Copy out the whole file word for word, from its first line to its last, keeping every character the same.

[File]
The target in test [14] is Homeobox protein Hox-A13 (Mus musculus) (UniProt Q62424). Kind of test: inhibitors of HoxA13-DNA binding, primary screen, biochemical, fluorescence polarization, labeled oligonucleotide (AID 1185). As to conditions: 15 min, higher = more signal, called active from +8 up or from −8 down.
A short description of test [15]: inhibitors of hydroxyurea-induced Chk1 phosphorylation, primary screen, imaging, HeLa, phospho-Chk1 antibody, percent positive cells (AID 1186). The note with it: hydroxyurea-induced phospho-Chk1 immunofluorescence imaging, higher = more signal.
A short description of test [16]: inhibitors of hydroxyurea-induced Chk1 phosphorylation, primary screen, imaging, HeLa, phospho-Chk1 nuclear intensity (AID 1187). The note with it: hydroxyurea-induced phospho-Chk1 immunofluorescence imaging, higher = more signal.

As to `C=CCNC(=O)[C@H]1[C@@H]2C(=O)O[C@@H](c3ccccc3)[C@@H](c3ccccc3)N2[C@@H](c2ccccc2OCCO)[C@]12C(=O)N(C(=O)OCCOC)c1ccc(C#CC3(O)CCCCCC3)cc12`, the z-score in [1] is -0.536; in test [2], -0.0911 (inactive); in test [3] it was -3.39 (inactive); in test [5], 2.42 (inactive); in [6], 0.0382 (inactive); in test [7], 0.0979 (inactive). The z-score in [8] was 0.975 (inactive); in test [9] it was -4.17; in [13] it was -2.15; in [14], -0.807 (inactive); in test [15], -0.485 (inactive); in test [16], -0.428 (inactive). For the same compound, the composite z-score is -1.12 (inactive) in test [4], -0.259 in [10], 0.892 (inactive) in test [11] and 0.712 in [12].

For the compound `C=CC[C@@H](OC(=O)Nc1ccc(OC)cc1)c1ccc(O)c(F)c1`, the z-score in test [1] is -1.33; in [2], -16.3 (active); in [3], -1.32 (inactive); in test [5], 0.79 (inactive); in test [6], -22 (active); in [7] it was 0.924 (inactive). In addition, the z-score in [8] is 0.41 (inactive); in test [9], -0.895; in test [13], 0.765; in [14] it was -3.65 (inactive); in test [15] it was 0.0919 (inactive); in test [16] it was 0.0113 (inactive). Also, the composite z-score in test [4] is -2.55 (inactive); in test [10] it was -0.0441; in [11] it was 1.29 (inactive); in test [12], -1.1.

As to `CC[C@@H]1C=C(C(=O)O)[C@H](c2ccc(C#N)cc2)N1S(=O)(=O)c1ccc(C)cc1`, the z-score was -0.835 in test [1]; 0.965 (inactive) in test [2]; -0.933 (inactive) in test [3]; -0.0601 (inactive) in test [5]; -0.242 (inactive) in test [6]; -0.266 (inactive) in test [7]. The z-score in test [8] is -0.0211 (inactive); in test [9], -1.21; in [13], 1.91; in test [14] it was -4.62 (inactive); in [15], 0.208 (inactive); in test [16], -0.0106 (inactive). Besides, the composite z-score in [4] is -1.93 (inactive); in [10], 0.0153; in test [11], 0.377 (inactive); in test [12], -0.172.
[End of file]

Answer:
The target in test [14] is Homeobox protein Hox-A13 (Mus musculus) (UniProt Q62424). Kind of test: inhibitors of HoxA13-DNA binding, primary screen, biochemical, fluorescence polarization, labeled oligonucleotide (AID 1185). As to conditions: 15 min, higher = more signal, called active from +8 up or from −8 down.
A short description of test [15]: inhibitors of hydroxyurea-induced Chk1 phosphorylation, primary screen, imaging, HeLa, phospho-Chk1 antibody, percent positive cells (AID 1186). The note with it: hydroxyurea-induced phospho-Chk1 immunofluorescence imaging, higher = more signal.
A short description of test [16]: inhibitors of hydroxyurea-induced Chk1 phosphorylation, primary screen, imaging, HeLa, phospho-Chk1 nuclear intensity (AID 1187). The note with it: hydroxyurea-induced phospho-Chk1 immunofluorescence imaging, higher = more signal.

As to `C=CCNC(=O)[C@H]1[C@@H]2C(=O)O[C@@H](c3ccccc3)[C@@H](c3ccccc3)N2[C@@H](c2ccccc2OCCO)[C@]12C(=O)N(C(=O)OCCOC)c1ccc(C#CC3(O)CCCCCC3)cc12`, the z-score in [1] is -0.536; in test [2], -0.0911 (inactive); in test [3] it was -3.39 (inactive); in test [5], 2.42 (inactive); in [6], 0.0382 (inactive); in test [7], 0.0979 (inactive). The z-score in [8] was 0.975 (inactive); in test [9] it was -4.17; in [13] it was -2.15; in [14], -0.807 (inactive); in test [15], -0.485 (inactive); in test [16], -0.428 (inactive). For the same compound, the composite z-score is -1.12 (inactive) in test [4], -0.259 in [10], 0.892 (inactive) in test [11] and 0.712 in [12].

For the compound `C=CC[C@@H](OC(=O)Nc1ccc(OC)cc1)c1ccc(O)c(F)c1`, the z-score in test [1] is -1.33; in [2], -16.3 (active); in [3], -1.32 (inactive); in test [5], 0.79 (inactive); in test [6], -22 (active); in [7] it was 0.924 (inactive). In addition, the z-score in [8] is 0.41 (inactive); in test [9], -0.895; in test [13], 0.765; in [14] it was -3.65 (inactive); in test [15] it was 0.0919 (inactive); in test [16] it was 0.0113 (inactive). Also, the composite z-score in test [4] is -2.55 (inactive); in test [10] it was -0.0441; in [11] it was 1.29 (inactive); in test [12], -1.1.

As to `CC[C@@H]1C=C(C(=O)O)[C@H](c2ccc(C#N)cc2)N1S(=O)(=O)c1ccc(C)cc1`, the z-score was -0.835 in test [1]; 0.965 (inactive) in test [2]; -0.933 (inactive) in test [3]; -0.0601 (inactive) in test [5]; -0.242 (inactive) in test [6]; -0.266 (inactive) in test [7]. The z-score in test [8] is -0.0211 (inactive); in test [9], -1.21; in [13], 1.91; in test [14] it was -4.62 (inactive); in [15], 0.208 (inactive); in test [16], -0.0106 (inactive). Besides, the composite z-score in [4] is -1.93 (inactive); in [10], 0.0153; in test [11], 0.377 (inactive); in test [12], -0.172.